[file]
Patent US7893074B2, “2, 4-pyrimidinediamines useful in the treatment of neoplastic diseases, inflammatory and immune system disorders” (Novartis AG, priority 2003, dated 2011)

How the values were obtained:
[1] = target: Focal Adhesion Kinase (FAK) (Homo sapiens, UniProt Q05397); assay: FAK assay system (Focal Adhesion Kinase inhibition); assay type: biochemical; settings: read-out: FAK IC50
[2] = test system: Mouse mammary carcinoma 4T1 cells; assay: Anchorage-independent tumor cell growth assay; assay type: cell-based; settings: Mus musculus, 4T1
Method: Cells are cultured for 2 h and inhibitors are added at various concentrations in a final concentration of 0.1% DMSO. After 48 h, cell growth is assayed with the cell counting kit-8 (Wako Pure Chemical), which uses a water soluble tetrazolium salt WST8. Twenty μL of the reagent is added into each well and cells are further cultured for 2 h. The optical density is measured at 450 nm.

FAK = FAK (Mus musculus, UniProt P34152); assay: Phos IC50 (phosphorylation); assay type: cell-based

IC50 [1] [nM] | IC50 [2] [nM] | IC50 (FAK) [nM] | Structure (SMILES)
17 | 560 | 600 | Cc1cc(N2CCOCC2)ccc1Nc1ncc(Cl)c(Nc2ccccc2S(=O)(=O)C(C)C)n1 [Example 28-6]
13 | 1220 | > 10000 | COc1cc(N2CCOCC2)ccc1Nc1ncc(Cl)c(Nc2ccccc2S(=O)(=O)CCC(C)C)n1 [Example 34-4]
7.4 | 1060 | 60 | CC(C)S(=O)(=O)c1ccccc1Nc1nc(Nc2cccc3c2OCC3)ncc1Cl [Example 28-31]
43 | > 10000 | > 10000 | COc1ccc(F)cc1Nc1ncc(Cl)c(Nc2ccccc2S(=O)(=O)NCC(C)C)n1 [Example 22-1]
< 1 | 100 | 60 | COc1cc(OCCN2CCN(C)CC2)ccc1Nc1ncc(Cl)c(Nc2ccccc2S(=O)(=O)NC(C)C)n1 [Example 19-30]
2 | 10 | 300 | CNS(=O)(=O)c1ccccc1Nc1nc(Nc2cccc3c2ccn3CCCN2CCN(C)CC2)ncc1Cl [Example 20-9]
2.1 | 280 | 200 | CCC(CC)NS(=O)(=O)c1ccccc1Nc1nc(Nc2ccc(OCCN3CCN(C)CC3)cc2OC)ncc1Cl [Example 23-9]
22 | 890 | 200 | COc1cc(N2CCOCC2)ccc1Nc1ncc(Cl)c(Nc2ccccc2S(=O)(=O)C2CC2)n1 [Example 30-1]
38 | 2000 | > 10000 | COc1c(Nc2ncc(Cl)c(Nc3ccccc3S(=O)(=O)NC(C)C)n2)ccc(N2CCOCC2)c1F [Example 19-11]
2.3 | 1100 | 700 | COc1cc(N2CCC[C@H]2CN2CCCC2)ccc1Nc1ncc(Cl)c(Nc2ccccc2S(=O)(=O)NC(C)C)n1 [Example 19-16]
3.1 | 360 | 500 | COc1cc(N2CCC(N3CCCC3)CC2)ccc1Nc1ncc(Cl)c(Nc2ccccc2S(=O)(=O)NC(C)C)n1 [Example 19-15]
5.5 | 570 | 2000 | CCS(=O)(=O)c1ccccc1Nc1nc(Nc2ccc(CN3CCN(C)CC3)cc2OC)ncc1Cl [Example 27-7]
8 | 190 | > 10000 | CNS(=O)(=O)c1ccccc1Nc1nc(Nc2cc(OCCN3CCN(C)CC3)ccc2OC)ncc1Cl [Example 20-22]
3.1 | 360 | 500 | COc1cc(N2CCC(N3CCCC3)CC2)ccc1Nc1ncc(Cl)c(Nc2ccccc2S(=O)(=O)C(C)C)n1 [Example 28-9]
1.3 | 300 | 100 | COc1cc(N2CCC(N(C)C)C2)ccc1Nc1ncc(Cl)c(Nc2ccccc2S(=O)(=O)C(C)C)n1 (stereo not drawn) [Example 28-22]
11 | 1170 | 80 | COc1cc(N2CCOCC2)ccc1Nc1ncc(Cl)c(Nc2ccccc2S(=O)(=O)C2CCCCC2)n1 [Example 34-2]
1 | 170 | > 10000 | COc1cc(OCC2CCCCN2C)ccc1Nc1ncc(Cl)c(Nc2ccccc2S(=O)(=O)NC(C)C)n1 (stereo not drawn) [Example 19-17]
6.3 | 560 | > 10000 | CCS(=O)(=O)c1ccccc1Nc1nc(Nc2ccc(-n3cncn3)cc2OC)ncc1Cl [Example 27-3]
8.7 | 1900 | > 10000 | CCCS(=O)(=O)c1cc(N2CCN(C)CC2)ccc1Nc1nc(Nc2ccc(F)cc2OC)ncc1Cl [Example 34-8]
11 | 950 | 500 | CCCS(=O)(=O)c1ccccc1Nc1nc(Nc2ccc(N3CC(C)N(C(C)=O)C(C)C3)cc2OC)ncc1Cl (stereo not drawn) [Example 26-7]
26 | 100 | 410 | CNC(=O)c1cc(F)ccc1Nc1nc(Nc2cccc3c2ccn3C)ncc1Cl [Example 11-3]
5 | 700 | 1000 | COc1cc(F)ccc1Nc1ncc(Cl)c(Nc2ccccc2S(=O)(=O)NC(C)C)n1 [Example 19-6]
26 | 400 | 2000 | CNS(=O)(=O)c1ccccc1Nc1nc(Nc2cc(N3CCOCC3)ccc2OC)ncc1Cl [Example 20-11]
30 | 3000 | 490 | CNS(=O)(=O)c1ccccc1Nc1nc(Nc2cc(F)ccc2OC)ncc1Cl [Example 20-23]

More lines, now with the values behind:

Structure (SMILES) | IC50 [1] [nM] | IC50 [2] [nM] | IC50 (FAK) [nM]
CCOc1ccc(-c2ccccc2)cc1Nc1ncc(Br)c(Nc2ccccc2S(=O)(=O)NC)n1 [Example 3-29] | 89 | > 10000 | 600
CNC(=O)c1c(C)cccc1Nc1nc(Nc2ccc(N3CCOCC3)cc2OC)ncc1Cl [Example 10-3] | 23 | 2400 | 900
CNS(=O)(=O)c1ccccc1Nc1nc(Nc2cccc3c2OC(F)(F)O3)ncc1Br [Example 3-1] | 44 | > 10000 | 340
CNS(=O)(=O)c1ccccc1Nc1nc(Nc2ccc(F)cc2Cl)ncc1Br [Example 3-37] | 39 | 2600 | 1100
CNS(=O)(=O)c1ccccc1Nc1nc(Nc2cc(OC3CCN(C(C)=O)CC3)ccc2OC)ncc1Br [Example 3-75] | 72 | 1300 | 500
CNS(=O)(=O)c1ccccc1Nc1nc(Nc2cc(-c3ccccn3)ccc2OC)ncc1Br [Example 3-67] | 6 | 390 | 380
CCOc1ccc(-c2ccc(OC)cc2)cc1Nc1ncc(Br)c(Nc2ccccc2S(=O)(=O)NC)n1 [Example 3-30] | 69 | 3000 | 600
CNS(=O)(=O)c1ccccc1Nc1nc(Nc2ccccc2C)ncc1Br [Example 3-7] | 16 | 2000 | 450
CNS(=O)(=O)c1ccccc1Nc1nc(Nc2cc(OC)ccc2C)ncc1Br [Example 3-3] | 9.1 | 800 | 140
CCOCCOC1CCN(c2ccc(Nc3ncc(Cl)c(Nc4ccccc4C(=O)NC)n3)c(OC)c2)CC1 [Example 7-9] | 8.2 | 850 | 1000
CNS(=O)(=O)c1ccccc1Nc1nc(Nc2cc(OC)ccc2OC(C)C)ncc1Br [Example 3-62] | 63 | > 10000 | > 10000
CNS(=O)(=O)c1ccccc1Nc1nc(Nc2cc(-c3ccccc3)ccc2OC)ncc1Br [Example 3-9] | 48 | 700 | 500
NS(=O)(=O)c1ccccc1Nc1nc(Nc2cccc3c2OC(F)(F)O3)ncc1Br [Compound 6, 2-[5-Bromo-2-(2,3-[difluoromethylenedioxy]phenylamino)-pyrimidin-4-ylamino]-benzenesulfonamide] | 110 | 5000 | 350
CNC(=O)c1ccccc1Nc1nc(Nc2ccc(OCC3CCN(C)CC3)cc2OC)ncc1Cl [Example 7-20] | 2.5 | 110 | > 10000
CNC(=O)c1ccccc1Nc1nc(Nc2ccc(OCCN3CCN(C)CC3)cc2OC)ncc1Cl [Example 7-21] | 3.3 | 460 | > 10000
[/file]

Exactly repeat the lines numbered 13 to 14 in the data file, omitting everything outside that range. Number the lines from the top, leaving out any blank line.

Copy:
2 | 10 | 300 | CNS(=O)(=O)c1ccccc1Nc1nc(Nc2cccc3c2ccn3CCCN2CCN(C)CC2)ncc1Cl [Example 20-9]
2.1 | 280 | 200 | CCC(CC)NS(=O)(=O)c1ccccc1Nc1nc(Nc2ccc(OCCN3CCN(C)CC3)cc2OC)ncc1Cl [Example 23-9]